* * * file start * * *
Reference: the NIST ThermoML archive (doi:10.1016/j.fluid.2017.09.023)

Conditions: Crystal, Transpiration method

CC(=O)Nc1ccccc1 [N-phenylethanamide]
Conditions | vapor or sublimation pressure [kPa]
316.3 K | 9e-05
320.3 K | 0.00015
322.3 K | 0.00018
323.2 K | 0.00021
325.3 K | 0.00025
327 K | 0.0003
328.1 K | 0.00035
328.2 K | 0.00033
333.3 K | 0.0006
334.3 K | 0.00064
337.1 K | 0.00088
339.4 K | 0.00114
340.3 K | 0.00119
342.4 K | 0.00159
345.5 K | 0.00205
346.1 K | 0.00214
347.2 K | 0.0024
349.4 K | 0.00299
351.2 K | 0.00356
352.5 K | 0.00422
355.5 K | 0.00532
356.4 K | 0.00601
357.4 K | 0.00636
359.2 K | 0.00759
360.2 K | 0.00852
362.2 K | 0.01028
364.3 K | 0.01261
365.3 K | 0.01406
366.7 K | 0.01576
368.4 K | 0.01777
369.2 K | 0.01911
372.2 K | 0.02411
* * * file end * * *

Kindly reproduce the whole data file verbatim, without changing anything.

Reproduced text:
Reference: the NIST ThermoML archive (doi:10.1016/j.fluid.2017.09.023)

Conditions: Crystal, Transpiration method

CC(=O)Nc1ccccc1 [N-phenylethanamide]
Conditions | vapor or sublimation pressure [kPa]
316.3 K | 9e-05
320.3 K | 0.00015
322.3 K | 0.00018
323.2 K | 0.00021
325.3 K | 0.00025
327 K | 0.0003
328.1 K | 0.00035
328.2 K | 0.00033
333.3 K | 0.0006
334.3 K | 0.00064
337.1 K | 0.00088
339.4 K | 0.00114
340.3 K | 0.00119
342.4 K | 0.00159
345.5 K | 0.00205
346.1 K | 0.00214
347.2 K | 0.0024
349.4 K | 0.00299
351.2 K | 0.00356
352.5 K | 0.00422
355.5 K | 0.00532
356.4 K | 0.00601
357.4 K | 0.00636
359.2 K | 0.00759
360.2 K | 0.00852
362.2 K | 0.01028
364.3 K | 0.01261
365.3 K | 0.01406
366.7 K | 0.01576
368.4 K | 0.01777
369.2 K | 0.01911
372.2 K | 0.02411